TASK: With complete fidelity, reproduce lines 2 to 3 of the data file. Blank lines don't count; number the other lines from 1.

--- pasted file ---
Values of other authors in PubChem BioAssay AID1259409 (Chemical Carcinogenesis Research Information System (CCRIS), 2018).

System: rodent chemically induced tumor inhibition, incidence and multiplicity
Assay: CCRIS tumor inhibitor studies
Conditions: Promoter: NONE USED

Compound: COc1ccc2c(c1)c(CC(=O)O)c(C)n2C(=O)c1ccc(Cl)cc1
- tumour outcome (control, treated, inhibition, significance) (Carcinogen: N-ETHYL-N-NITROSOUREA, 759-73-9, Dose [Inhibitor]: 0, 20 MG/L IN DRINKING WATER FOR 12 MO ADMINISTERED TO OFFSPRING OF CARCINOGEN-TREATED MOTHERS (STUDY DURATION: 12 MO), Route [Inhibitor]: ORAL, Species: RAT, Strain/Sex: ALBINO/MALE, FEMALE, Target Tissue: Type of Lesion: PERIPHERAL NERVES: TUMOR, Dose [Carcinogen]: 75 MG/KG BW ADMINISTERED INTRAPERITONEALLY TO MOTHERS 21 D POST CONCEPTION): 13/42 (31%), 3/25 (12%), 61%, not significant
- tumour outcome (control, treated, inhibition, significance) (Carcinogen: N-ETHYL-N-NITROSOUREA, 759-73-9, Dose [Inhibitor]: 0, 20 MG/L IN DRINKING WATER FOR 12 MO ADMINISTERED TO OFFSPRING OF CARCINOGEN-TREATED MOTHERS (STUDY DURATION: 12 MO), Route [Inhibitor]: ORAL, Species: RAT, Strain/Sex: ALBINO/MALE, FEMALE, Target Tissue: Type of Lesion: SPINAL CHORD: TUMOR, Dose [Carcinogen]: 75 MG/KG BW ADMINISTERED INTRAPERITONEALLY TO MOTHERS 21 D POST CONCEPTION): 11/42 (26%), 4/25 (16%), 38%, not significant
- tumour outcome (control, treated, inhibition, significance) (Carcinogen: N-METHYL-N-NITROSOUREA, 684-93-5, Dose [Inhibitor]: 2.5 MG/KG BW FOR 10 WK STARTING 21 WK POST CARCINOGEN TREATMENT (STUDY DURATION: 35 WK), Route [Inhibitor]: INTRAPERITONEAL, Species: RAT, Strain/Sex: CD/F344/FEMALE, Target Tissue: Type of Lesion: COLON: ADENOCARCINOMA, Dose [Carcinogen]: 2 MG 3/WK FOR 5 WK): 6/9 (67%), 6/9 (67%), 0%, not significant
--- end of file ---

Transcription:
System: rodent chemically induced tumor inhibition, incidence and multiplicity
Assay: CCRIS tumor inhibitor studies